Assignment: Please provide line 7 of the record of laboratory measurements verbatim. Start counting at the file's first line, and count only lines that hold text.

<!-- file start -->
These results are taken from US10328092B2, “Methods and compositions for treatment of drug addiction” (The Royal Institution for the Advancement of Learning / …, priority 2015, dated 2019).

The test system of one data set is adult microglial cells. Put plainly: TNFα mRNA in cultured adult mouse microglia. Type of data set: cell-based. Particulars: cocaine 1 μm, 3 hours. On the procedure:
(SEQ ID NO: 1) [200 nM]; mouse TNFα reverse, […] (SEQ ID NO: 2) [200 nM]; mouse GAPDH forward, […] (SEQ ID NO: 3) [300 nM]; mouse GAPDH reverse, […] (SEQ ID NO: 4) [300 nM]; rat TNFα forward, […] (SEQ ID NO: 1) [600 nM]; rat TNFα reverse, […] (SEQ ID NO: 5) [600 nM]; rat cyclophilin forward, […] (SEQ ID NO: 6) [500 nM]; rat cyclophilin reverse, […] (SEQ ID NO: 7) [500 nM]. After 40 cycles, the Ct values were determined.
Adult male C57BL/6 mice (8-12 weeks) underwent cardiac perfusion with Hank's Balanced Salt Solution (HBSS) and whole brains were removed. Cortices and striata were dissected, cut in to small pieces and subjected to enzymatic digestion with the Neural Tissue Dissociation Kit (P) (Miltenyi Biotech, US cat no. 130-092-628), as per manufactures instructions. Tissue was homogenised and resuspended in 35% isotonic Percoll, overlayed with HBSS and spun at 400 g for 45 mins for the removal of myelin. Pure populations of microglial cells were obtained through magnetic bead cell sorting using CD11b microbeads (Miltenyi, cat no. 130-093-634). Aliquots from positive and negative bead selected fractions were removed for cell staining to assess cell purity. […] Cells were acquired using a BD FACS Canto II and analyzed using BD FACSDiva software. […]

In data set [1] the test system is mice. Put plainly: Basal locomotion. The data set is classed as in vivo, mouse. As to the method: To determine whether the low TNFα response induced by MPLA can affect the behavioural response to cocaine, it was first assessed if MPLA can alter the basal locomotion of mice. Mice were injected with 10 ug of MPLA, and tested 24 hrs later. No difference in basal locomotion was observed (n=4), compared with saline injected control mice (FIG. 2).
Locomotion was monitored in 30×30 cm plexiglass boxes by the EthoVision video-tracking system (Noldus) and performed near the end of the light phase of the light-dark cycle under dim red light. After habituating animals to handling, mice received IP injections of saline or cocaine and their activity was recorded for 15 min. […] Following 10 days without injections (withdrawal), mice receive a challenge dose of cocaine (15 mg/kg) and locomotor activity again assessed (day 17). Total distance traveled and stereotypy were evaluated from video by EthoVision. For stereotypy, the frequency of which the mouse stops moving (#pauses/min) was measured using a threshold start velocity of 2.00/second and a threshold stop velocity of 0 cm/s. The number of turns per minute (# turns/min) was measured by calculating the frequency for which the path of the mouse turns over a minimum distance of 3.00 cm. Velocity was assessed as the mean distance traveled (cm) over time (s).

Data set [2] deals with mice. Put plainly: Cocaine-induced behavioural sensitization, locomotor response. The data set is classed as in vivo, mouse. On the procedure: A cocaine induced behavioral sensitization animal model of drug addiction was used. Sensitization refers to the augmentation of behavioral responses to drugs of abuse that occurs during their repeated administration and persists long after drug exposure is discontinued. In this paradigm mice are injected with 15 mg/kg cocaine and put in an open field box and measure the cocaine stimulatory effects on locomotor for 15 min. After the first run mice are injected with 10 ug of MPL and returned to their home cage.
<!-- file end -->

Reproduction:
Data set [2] deals with mice. Put plainly: Cocaine-induced behavioural sensitization, locomotor response. The data set is classed as in vivo, mouse. On the procedure: A cocaine induced behavioral sensitization animal model of drug addiction was used. Sensitization refers to the augmentation of behavioral responses to drugs of abuse that occurs during their repeated administration and persists long after drug exposure is discontinued. In this paradigm mice are injected with 15 mg/kg cocaine and put in an open field box and measure the cocaine stimulatory effects on locomotor for 15 min. After the first run mice are injected with 10 ug of MPL and returned to their home cage.